The phenomenon of reported speech in the world languages has gained attentionin current linguistic research, as testified by the increasing number ofrecent works in this field, from typological linguistics ( Jäger 2007 ; Goddard &Wierzbicka 2018) to neurolinguistics (Groenewold 2015 and references therein).Although the wide cross-linguistic diversity in the way speakers report other people’sspeech, there is a consensus on the need for identification strategies that aretypologically valid. To this purpose, reported speech has also been investigatedfrom many theoretical perspectives, from Functional Grammar to Natural SemanticMetalanguage, from Generative Grammar to Pragmatics, from Philosophyof Language to Sociolinguistics. In my opinion, this challenge might alsobenefit from a diachronic perspective, which takes into account data from ancientlanguages. The volume under review, Oratio obliqua. Strategies of reported speechin ancient languages, edited by Paolo Poccetti, developed from a workshop whichwas held at the 17th Conference of Latin Linguistics (Rome, 2013, 20th-25th May).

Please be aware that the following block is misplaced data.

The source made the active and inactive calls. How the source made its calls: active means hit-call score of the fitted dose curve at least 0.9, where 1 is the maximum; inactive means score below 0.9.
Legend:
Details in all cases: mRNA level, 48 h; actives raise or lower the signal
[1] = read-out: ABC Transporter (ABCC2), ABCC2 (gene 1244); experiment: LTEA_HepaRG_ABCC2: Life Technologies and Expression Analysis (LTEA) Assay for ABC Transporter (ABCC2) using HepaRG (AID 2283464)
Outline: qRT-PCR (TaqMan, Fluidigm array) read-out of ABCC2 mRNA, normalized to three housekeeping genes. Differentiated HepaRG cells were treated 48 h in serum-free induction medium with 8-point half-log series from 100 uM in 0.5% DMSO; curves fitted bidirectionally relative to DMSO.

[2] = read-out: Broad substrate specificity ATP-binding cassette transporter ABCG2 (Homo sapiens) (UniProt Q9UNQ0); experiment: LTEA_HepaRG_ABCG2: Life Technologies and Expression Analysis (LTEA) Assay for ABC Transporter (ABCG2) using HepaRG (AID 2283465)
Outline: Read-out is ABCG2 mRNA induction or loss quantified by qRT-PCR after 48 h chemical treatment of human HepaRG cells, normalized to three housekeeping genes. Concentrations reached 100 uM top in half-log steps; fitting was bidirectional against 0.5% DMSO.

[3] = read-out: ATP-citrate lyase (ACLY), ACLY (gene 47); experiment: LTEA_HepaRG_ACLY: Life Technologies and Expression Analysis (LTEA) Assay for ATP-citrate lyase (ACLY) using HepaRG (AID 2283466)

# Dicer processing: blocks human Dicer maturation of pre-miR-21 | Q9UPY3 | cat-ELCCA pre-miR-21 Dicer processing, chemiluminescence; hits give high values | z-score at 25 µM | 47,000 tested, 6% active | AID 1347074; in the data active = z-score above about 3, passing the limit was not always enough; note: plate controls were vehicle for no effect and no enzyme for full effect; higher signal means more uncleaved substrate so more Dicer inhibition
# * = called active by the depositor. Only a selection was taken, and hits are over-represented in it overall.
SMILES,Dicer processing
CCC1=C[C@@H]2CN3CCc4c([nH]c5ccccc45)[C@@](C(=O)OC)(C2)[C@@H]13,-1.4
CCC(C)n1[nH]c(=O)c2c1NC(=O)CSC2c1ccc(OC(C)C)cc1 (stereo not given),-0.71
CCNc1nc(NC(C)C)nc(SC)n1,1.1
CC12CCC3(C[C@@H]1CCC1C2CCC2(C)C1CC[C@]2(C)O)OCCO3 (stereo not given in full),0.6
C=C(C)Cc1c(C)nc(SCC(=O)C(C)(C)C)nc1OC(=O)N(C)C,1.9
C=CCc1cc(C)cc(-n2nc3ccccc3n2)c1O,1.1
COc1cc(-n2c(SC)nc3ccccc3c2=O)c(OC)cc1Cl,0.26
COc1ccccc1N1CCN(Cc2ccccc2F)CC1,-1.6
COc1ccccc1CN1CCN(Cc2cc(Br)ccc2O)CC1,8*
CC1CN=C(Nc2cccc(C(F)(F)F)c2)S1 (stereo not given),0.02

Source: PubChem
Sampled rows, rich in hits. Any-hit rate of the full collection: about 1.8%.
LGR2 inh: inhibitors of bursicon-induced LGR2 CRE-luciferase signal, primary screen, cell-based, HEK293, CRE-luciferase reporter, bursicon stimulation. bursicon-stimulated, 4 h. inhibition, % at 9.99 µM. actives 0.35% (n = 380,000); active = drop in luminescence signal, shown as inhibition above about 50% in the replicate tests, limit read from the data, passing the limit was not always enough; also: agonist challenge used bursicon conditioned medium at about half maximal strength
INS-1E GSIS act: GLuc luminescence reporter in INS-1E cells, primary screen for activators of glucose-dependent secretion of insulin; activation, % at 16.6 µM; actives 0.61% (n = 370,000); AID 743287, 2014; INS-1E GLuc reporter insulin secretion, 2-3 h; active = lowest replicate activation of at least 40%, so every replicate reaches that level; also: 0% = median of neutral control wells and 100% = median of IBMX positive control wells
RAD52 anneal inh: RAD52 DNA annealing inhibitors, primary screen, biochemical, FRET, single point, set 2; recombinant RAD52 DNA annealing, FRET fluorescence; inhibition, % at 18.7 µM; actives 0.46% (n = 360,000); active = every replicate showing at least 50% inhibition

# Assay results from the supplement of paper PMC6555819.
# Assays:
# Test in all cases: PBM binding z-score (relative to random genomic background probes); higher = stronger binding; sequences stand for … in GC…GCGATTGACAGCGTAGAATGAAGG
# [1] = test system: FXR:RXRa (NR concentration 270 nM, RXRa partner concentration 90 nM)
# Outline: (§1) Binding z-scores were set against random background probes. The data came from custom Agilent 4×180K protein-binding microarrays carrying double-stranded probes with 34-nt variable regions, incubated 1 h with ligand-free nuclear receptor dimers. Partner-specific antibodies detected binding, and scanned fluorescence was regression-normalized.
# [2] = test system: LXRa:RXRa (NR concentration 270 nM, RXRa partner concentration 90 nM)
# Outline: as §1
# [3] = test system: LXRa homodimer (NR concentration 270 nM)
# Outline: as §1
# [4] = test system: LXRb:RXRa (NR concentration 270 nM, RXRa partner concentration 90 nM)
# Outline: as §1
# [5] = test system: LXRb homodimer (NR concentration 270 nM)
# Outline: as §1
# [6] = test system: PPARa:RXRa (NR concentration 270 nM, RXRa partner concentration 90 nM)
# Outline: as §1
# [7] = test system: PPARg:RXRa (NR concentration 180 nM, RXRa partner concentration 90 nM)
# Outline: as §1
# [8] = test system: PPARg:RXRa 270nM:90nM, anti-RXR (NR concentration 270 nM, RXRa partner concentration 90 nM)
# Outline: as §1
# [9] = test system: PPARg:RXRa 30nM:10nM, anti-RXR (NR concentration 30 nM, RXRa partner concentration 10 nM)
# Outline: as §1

|Number of pages||7|
|Publication status||Published - 2018|